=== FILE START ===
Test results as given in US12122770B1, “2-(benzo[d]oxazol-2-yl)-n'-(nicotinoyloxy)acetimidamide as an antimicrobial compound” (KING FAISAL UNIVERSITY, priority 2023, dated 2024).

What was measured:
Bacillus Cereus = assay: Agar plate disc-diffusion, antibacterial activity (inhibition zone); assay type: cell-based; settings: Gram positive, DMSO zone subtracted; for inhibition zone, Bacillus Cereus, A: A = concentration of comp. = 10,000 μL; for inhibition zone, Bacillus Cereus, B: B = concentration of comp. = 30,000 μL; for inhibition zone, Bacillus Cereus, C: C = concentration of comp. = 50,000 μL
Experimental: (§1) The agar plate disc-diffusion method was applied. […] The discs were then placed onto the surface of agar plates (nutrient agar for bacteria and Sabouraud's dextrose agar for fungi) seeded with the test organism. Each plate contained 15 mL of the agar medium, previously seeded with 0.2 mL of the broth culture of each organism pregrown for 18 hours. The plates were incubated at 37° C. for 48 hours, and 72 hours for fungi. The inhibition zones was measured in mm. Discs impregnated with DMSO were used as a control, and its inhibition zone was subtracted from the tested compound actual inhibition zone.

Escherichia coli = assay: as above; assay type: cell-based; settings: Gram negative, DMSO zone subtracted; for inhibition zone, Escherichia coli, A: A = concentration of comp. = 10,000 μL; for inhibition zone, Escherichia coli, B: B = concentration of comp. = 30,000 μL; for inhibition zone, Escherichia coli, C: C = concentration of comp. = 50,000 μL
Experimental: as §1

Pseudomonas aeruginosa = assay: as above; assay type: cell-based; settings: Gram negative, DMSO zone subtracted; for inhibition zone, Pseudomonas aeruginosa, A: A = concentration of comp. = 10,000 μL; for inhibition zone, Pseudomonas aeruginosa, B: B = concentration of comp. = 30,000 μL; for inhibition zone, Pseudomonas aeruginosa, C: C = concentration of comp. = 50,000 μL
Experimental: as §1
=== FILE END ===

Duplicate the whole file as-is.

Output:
Test results as given in US12122770B1, “2-(benzo[d]oxazol-2-yl)-n'-(nicotinoyloxy)acetimidamide as an antimicrobial compound” (KING FAISAL UNIVERSITY, priority 2023, dated 2024).

What was measured:
Bacillus Cereus = assay: Agar plate disc-diffusion, antibacterial activity (inhibition zone); assay type: cell-based; settings: Gram positive, DMSO zone subtracted; for inhibition zone, Bacillus Cereus, A: A = concentration of comp. = 10,000 μL; for inhibition zone, Bacillus Cereus, B: B = concentration of comp. = 30,000 μL; for inhibition zone, Bacillus Cereus, C: C = concentration of comp. = 50,000 μL
Experimental: (§1) The agar plate disc-diffusion method was applied. […] The discs were then placed onto the surface of agar plates (nutrient agar for bacteria and Sabouraud's dextrose agar for fungi) seeded with the test organism. Each plate contained 15 mL of the agar medium, previously seeded with 0.2 mL of the broth culture of each organism pregrown for 18 hours. The plates were incubated at 37° C. for 48 hours, and 72 hours for fungi. The inhibition zones was measured in mm. Discs impregnated with DMSO were used as a control, and its inhibition zone was subtracted from the tested compound actual inhibition zone.

Escherichia coli = assay: as above; assay type: cell-based; settings: Gram negative, DMSO zone subtracted; for inhibition zone, Escherichia coli, A: A = concentration of comp. = 10,000 μL; for inhibition zone, Escherichia coli, B: B = concentration of comp. = 30,000 μL; for inhibition zone, Escherichia coli, C: C = concentration of comp. = 50,000 μL
Experimental: as §1

Pseudomonas aeruginosa = assay: as above; assay type: cell-based; settings: Gram negative, DMSO zone subtracted; for inhibition zone, Pseudomonas aeruginosa, A: A = concentration of comp. = 10,000 μL; for inhibition zone, Pseudomonas aeruginosa, B: B = concentration of comp. = 30,000 μL; for inhibition zone, Pseudomonas aeruginosa, C: C = concentration of comp. = 50,000 μL
Experimental: as §1